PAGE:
Getting that feeling down in Reno |

Getting that feeling down in Reno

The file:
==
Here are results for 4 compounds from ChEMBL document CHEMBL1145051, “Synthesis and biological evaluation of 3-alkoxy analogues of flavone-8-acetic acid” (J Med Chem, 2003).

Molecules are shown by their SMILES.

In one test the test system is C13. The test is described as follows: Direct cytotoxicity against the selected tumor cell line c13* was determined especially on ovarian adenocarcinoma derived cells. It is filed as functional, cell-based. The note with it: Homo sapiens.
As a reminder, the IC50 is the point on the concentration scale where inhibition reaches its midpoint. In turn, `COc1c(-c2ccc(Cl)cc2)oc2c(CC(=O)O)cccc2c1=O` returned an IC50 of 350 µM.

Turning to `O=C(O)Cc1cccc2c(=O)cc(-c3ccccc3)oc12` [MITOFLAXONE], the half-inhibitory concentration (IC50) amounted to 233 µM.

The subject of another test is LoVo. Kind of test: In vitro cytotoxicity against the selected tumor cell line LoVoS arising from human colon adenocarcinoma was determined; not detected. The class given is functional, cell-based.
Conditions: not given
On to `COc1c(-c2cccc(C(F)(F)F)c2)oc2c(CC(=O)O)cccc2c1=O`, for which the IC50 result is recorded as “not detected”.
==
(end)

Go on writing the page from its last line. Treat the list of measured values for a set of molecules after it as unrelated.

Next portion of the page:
Don’t know about you, but on my infrequent forays down through the Truckee River Canyon into Reno I get a feeling.Could be the changing landscape from mountains to high desert, but both offer their own beauty, so no, that’s not the that. That feeling isn’t dread, exactly, more like cynical-resignation-frustration-exasperation. That feeling probably has more to do with what I know will be added to that unique landscape. It’s the feeling that the Californization of a place cant be stopped, even if it isn’t in California.What’s in store for West Reno is more homes and mondo-sized retail stores, including a 125,000- to 225,000-square-foot Cabela’s store (size based on which article one reads.) It’s going to be plopped down right next door to Boomtown, which itself couldnt actually happen in California, unless you dropped the casino and stuck with the trucks. (Or if it were on Tribal property on a nice big, flat 220-acre parcel of sagebrush-covered land along side a busy interstate, but that’s another story.)Meantime, Del Webb carves up the hillsides and the fate of places like Ballardini Ranch are battled over. All in the name of dollars. And in the case of Cabela’s, it’s your’s and mine. Californians dollars.Seems the folks across the stateline know who they’ll be aiming at when this ultimate-of-ultimate huntin’ and fishin’ paradises opens. Reports done by consultants for Reno said the store would have an economic impact of $261million in drawing Californians for overnight visits. Huh? Apparently, such a store is a destination in itself. This is what well get in fall 2007, according to Cabelas Web site.A towering mountain replica, the centerpiece of the store’s open showroom, with running waterfalls and streams, a trout pond and trophy animals in re-creations of their distinct habitats. Similar mountains, each called Conservation Mountain, have been built in other Cabela’s stores as monuments to wildlife and salutes to the sportsmen and women who support wildlife conservation.The same analysis, meanwhile, found that nearly 88 percent of an estimated 2.5 million visitors a year to Cabela’s Reno would come from out of state and that the non-Nevada buyers would generate 68 percent of retail sales.On top of that Cabela’s also will also have most of its property taxes put into a 234-acre redevelopment district. Last I knew, such districts were used to help build up an area. From the looks of things, I dont know if West Reno needs any help. But if it does, we Californians will be doing the helping. Two hundred twenty five THOUSAND square feet of well camouflaged stuff. For some reason I dont think therell be any problem finding it.Jamie Bate is the editor of the Sierra Sun. Reach him at

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